When one starts to scan the ‘Defence Strategic Communications’ Journal, published by NATO’s Center of Excellence for Strategic Communications, will undoubtedly be surprised by the variety of subjects, areas, topics, countries and approaches of the articles published in its 10 years of existence. And the initial surprise will usually follow with some questions. What gives unity to all this variety? What does NATO understand by strategic communication? What makes a defense alliance interested in this topic?
These questions are not just for those unfamiliar with the field. From the 16th and 17th of September, we, the members of the Editorial Board of this magazine, met in Riga, Latvia, with these questions in mind and looking to the future and the role of communicators and strategic communication in a world in dispute democratic values and contesting what is considered to be the truth.
What guided the debates was the understanding that, even though we operate as a journal in a defense context, the themes we address and the ideas we propose go beyond this complex environment. In these 10 years, the magazine has been fundamental in defining this field of strategic communication that is now so debated, contributing especially to a better terminological conceptualization in this area.
We can say that the main and most important contribution of the Journal was to explore the very concept of strategic communication, going beyond the perception that it is purely and simply propaganda, but that it actually involves an articulation between persuasion, influence, truth and contestation. Hence its extreme relevance in the world today, and especially in the context of an organization like NATO, which is going through a critical moment with the end of operations in Afghanistan.
Both the campaign in that country, as well as the many other dilemmas faced in promoting a security environment for its member countries, led the organization to understand that in addition to the evident domains of defense – land, maritime, cyber and space – a fifth domain, more critical and contested, must be included: the cognitive. And this is where strategic communication comes in.
By placing the cognitive domain as one of its strategic pillars, communication moves from a simple ‘conquering hearts and minds’, of persuasion, to an understanding that it is in fact in this environment that the dispute, the contestation, is happening. Communication is thus no longer an instrument, but itself a (battle) field that requires a specific strategy.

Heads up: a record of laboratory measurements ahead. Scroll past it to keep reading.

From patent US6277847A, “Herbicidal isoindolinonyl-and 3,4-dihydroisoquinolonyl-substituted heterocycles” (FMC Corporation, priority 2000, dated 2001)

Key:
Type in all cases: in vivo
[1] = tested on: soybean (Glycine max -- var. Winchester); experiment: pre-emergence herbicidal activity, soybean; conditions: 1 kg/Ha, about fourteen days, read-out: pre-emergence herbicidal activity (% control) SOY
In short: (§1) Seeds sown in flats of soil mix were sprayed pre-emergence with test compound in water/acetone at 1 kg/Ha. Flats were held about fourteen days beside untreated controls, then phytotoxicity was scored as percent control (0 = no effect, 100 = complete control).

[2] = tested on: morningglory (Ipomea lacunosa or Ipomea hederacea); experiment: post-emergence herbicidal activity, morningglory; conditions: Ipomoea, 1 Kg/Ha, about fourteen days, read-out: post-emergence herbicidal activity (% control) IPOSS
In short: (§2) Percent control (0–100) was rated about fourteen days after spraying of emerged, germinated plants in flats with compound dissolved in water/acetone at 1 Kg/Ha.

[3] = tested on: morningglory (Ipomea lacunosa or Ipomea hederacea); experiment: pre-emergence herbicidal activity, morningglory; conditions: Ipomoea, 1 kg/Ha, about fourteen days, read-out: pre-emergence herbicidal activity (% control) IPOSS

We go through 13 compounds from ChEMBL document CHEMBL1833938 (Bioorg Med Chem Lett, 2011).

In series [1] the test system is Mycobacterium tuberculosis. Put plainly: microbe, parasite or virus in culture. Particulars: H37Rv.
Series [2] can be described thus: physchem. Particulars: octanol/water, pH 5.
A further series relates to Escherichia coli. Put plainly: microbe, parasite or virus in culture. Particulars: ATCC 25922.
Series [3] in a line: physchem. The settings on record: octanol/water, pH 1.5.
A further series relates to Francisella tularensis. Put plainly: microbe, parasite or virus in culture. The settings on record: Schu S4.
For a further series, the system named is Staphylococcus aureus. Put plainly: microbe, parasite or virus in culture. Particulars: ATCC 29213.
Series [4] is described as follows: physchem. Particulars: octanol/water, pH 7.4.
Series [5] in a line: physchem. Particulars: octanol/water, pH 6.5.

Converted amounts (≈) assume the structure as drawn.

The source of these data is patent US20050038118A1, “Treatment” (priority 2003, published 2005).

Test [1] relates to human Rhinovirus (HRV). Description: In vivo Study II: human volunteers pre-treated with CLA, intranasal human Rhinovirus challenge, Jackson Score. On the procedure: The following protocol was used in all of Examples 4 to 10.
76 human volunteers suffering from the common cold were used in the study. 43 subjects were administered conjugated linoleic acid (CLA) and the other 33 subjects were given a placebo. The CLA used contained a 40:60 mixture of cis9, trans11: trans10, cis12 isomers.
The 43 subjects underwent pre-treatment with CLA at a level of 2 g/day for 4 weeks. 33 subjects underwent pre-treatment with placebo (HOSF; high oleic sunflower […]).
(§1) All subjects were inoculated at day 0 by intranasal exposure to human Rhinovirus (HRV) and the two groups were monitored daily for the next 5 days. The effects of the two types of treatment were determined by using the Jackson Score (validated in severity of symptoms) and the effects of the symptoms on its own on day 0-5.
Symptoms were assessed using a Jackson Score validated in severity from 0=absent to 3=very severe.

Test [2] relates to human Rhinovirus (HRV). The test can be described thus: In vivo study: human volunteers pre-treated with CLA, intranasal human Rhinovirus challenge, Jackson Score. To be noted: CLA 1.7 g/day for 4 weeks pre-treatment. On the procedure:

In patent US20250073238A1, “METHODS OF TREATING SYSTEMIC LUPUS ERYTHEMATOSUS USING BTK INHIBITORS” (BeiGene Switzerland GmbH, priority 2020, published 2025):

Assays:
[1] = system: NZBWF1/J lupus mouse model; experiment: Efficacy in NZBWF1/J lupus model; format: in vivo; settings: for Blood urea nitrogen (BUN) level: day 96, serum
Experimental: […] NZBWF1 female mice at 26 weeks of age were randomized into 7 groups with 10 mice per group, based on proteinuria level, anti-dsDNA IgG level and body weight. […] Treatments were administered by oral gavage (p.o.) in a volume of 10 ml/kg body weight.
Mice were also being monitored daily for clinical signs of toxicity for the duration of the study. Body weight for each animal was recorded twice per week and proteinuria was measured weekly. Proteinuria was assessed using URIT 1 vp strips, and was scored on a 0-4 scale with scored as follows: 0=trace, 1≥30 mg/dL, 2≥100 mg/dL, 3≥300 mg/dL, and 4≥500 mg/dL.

Thus understood, strategic communication should not be seen merely as a one-way process, in which messages flow from a sender to a target audience. This is because this so-called ‘target audience’ is also an actor. Even if we do very well targeted campaigns, with answers to the traditional questions about who our target audience is; even if we coordinate messages, images, actions and other forms of expression, guided by meticulous market studies, with a view to influencing, persuading and informing audiences; if we still think of a static target audience, we will be doomed to a communicative failure.
If we don’t realize that our target audience is not a static target, but is constantly on the move, absorbing the messages it receives, transforming them, and making them its (weapons), we won’t be able to actually execute a strategic communication. If we don’t take into account this aspect of the target audience as an actor, we will have a communication that is always reactive, not active. Consequently, not strategic.
Strategic communication will therefore be the fundamental factor in this defense cognitive domain. And why not say it, in the cognitive domain of politics, commerce, industry, companies, etc.
The Editorial Board was keen to ensure that the journal’s next issues will continue to enrich the critical thinking repertoire for coherent and efficient strategic communications.